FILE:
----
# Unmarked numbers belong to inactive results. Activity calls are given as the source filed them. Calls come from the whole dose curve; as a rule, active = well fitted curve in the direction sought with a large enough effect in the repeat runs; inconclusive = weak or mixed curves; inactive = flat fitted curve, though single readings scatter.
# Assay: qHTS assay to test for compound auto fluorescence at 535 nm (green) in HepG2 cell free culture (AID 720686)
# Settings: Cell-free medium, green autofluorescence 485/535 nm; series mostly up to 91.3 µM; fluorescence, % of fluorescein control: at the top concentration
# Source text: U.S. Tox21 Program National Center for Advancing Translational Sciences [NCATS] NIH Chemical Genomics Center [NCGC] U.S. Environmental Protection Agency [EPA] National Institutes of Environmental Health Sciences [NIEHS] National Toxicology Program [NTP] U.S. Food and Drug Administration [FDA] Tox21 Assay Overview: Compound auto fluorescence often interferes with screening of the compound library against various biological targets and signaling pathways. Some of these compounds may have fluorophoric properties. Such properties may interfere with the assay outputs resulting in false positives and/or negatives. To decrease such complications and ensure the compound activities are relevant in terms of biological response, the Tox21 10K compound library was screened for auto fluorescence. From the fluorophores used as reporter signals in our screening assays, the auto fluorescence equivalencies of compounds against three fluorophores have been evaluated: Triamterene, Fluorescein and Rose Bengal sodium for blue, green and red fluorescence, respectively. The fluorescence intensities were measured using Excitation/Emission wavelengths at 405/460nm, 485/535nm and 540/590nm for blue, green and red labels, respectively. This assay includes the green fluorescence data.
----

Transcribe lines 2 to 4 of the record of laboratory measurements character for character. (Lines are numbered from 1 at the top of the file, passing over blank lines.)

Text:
# Assay: qHTS assay to test for compound auto fluorescence at 535 nm (green) in HepG2 cell free culture (AID 720686)
# Settings: Cell-free medium, green autofluorescence 485/535 nm; series mostly up to 91.3 µM; fluorescence, % of fluorescein control: at the top concentration
# Source text: U.S. Tox21 Program National Center for Advancing Translational Sciences [NCATS] NIH Chemical Genomics Center [NCGC] U.S. Environmental Protection Agency [EPA] National Institutes of Environmental Health Sciences [NIEHS] National Toxicology Program [NTP] U.S. Food and Drug Administration [FDA] Tox21 Assay Overview: Compound auto fluorescence often interferes with screening of the compound library against various biological targets and signaling pathways. Some of these compounds may have fluorophoric properties. Such properties may interfere with the assay outputs resulting in false positives and/or negatives. To decrease such complications and ensure the compound activities are relevant in terms of biological response, the Tox21 10K compound library was screened for auto fluorescence. From the fluorophores used as reporter signals in our screening assays, the auto fluorescence equivalencies of compounds against three fluorophores have been evaluated: Triamterene, Fluorescein and Rose Bengal sodium for blue, green and red fluorescence, respectively. The fluorescence intensities were measured using Excitation/Emission wavelengths at 405/460nm, 485/535nm and 540/590nm for blue, green and red labels, respectively. This assay includes the green fluorescence data.